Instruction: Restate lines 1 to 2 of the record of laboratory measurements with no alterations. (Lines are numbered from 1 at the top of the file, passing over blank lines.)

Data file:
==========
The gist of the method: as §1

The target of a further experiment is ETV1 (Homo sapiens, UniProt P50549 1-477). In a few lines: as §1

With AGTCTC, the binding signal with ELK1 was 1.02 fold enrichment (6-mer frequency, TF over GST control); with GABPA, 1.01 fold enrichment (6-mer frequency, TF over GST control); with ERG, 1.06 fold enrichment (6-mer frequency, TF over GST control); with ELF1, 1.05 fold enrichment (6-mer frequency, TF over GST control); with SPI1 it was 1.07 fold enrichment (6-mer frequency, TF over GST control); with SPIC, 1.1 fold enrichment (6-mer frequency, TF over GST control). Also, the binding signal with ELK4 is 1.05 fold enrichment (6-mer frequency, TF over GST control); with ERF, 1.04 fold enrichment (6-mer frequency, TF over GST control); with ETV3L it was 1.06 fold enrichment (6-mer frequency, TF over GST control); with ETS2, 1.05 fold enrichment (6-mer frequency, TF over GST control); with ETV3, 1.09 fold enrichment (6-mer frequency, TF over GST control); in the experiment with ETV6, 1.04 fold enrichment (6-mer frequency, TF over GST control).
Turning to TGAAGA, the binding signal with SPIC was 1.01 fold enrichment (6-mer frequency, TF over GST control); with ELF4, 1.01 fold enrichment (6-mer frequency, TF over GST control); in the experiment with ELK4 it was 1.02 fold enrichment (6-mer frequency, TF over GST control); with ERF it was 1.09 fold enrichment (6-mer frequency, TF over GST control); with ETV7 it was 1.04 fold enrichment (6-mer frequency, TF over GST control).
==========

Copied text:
The gist of the method: as §1

The target of a further experiment is ETV1 (Homo sapiens, UniProt P50549 1-477). In a few lines: as §1